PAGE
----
Personal Basics

The purpose of this collegium is to establish a group for those interested in ancient philosophy and a place where philosophical discussion and study may take place. Join at: ... sophiae/42

Moderators: Marca Marcia, Gaius Flavius Aetius, Paullus Aemilius Gallus, Aula Flavia Philippa

Personal Basics

Postby Marcus Minucius Audens » Fri Aug 26, 2016 3:50 pm

>>>> Personal Basics <<<<

In my description of who I am, and what I believe, I included the teachings of my parents, teachers, and personal friends just briefly. Perhaps that was too brief. It is my belief that the human mind must be trained to follow the right track for the culture in which this mind will live. That training is vital, as we see every day, people whose training during childhood was either neglected badly or non-existent and their views of the culture in which they live are totally different from those around them. With that in mind the Christian ideas, the Roman virtues, are useless as they mean nothing to these minds. Only the Golden Rule applies and that is reversed into "Treat others as I have been treated." The right of decision can indeed be a horrible thing when we decide to burn people at the stake, let their intestines be strung out and boiled in oil, and other horrendous things like murder, robbery, assault, dictatorship, etc. However, if the mind is not trained, then we see the acts which violate the culture in which that mind lives. So, far that has been the major problem in our society; this to pursue those responsible to do the training and the teachng in such a way as the lessons are absorbed and accepted. Then we may discuss the limitations of nature and the effects of a possible universal power, whatever that may be.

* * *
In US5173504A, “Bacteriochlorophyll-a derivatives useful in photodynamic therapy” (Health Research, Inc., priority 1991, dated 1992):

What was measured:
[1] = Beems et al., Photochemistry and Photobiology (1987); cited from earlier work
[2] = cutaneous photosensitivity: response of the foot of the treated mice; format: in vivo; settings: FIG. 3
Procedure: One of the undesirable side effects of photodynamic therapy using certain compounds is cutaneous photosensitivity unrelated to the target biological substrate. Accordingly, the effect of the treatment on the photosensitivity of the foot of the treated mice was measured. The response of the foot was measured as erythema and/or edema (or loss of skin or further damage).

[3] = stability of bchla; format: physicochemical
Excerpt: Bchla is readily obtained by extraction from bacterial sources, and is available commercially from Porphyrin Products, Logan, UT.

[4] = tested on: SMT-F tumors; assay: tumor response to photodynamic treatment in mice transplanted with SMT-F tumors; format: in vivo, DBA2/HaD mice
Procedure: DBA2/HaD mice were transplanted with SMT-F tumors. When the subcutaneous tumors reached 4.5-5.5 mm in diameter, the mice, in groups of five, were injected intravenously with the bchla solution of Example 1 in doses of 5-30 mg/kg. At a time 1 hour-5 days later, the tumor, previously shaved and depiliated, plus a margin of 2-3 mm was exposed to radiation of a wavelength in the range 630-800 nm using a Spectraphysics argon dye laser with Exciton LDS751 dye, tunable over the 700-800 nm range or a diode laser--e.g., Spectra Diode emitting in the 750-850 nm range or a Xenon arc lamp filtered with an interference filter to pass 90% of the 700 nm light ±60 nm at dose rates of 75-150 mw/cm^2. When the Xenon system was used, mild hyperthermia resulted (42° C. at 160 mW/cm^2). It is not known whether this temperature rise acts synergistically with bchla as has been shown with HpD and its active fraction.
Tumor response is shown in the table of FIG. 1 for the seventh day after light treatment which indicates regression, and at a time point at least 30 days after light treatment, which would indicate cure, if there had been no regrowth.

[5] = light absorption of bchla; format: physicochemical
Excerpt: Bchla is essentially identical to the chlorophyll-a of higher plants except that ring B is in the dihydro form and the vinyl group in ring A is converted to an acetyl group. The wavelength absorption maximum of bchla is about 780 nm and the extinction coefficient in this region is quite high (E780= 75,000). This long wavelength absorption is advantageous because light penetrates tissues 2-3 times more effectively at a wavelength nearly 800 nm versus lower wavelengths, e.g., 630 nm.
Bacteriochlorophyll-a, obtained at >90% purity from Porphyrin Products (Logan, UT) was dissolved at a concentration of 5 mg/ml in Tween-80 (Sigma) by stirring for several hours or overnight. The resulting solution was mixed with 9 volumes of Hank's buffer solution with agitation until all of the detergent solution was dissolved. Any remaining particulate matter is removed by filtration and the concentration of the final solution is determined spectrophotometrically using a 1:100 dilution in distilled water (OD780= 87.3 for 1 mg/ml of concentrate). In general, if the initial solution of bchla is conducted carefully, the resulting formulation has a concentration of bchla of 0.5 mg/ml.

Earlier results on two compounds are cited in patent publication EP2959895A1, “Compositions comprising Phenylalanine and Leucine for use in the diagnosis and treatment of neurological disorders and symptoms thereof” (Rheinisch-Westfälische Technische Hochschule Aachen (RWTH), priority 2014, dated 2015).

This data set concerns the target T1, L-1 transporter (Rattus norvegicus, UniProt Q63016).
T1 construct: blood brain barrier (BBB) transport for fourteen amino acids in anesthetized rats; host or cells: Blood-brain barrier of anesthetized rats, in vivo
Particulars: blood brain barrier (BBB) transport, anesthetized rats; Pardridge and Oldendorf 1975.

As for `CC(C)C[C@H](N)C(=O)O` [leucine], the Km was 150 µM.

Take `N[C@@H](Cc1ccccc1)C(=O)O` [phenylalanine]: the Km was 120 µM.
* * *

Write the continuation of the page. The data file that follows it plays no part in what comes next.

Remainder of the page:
I cannot discuss the ancient and medieval Philosophers, simply because I have other things which occupy my mind. However, much of what they have to say is from their own thoughts and views shaped totally by a different culture than the one in which we currently live. Now, while these philosophies are interesting to read and study, I believe that they really do not apply here totally due to two major considerations. The first, as I said, they were trained in a totally different culture. Secondly, our philosphers of the modern day have modified much of what they had to say. I agree that there are some things which may well be universal, but Science has expunged much of those ancient beliefs, and we know much more about our world around us if we take a moment to absorb it, than what our mind concieves as it looks into the darkness of imagination only.

Respectfully Submitted;
Marcus Audens
Marcus Minucius Audens

Return to Collegium Philosophicum